The too-cool-for-school deputy governor has sparked off a chain of other doomsayers who are quite happy to raise the alarm about the evils of coal without due to consideration to its ongoing demand in Asia.
Debelle was not going to let economic reality get in the way of his very worthy speech to the Centre for Policy Development.
"Companies that generate significant pollution might face reputational damage or legal liability from their activities, and changes to regulation could cause previously valuable assets to become uneconomic," he said.
"All of these consequences could precipitate sharp adjustments in asset prices, which would have consequences for financial stability."
The RBA was paying close attention to developments in the energy market, Debelle said, "given the importance of the cost of electricity in inflation both directly to households and indirectly as a significant input to businesses".
He then went on to the meteorological catastrophe awaiting us.
"Extreme events may well have a disproportionately large physical impact," Debelle said.
"There is also a greater possibility of compound events, where two or more climatic events combine to produce an outcome that is worse than the effect of one of them occurring individually."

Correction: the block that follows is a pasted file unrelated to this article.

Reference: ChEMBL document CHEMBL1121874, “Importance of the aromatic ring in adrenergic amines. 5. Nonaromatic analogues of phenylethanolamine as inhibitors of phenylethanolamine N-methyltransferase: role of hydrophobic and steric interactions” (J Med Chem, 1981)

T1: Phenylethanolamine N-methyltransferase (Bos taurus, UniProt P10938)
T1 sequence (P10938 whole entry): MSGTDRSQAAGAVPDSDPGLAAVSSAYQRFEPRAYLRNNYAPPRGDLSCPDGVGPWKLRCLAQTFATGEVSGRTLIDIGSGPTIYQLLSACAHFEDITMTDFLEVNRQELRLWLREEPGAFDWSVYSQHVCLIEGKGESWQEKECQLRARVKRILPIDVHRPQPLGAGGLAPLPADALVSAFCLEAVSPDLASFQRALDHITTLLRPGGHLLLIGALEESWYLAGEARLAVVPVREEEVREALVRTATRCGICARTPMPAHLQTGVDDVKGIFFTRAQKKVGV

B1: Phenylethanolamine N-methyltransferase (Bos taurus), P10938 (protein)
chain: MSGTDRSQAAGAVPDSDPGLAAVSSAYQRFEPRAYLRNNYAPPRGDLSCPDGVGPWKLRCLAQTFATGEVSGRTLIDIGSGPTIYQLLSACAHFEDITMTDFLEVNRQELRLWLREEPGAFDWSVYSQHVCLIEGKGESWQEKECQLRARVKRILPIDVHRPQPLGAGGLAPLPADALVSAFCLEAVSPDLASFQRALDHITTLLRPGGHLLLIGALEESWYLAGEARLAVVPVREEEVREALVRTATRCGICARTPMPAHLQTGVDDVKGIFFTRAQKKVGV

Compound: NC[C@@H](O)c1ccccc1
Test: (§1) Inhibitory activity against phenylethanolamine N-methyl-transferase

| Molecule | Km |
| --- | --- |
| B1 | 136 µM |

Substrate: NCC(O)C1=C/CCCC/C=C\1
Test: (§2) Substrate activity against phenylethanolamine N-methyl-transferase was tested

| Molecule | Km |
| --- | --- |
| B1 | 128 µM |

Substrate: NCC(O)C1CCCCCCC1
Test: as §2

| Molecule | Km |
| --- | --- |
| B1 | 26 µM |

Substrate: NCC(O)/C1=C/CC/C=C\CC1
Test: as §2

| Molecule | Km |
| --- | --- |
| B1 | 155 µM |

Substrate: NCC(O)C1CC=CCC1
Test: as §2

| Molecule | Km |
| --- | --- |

Debelle's dire warnings have emboldened Institute for Energy Economics and Financial Analysis director Tim Buckley and others in the anti-coal brigade to call for the New South Wales Independent Planning Commission to withhold approval of Whitehaven Coal's Vickery extension project.
"This week, the Reserve Bank of Australia's deputy governor stated climate change will be an ‘abrupt and disorderly' blow to Australia's financial stability," Buckley said.
"Guy Debelle called for an orderly transition to a low carbon economy, which obviously doesn't include opening up new high emission coal mines like the one Whitehaven is hoping to have approved.
"Building new coal plants makes no sense in 2019."
On the other hand, coal-fired power station developer Trevor St Baker responded by suggesting Debelle lacked technical understanding of how the electricity market worked and dismissed his warning of risks to Australia's financial stability as being "totally inappropriate".
"For the Reserve Bank governor to be entering the debate now, at a time when we have university students supporting, schoolchildren supporting, a strike to go 100% renewable in Australia by 2030 - it's just part of the problem - especially at election time," St Baker said.
Hogsback reckons that the RBA deputy governor might want to be cool but he should think through his comments about climate change more carefully or change his riff completely.